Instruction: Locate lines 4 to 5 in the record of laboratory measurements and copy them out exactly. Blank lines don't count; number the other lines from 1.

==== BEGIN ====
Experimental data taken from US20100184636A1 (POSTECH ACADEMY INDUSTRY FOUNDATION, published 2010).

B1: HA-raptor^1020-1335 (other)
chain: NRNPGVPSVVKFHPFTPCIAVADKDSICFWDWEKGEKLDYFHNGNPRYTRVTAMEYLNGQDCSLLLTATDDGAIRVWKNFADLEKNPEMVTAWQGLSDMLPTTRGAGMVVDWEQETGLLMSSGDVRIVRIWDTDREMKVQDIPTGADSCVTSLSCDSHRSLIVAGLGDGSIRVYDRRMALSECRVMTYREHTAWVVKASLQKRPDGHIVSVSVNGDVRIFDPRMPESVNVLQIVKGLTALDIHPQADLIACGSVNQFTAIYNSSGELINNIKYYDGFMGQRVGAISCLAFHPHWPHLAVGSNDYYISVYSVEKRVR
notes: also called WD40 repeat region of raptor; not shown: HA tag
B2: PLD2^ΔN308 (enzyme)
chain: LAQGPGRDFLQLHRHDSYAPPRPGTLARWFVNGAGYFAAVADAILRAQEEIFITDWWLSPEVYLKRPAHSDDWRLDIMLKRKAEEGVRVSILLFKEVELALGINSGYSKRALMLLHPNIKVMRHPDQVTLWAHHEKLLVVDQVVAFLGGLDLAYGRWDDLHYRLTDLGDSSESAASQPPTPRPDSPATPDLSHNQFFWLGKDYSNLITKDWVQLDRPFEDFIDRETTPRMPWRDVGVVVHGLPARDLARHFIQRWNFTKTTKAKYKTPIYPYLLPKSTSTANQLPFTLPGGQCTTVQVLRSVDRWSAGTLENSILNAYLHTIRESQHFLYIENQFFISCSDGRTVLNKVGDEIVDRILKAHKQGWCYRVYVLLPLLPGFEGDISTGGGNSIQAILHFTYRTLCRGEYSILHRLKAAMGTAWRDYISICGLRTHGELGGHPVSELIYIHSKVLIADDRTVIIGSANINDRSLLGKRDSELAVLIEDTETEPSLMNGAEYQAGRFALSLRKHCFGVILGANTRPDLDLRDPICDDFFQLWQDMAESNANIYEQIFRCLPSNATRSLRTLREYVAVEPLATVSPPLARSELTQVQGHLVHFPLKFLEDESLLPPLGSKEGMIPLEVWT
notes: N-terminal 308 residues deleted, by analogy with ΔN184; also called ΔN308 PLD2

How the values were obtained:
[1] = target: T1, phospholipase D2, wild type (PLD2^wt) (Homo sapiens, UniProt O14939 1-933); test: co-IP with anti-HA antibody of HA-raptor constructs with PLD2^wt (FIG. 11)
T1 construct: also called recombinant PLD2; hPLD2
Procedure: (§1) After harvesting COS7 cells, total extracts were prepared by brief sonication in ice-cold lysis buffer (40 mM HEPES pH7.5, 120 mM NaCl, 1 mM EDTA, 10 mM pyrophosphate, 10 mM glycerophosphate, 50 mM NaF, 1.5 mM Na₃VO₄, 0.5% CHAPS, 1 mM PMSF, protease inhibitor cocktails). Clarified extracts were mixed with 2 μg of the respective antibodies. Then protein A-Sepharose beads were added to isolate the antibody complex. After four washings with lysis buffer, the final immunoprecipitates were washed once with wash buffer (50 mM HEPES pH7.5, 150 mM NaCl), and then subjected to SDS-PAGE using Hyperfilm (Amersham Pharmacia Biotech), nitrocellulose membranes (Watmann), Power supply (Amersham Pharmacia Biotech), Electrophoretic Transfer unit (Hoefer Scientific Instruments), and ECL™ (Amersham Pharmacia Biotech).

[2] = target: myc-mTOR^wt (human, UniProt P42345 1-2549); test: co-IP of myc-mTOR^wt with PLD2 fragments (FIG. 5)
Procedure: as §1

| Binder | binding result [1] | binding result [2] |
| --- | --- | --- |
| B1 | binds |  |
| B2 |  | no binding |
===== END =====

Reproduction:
notes: also called WD40 repeat region of raptor; not shown: HA tag
B2: PLD2^ΔN308 (enzyme)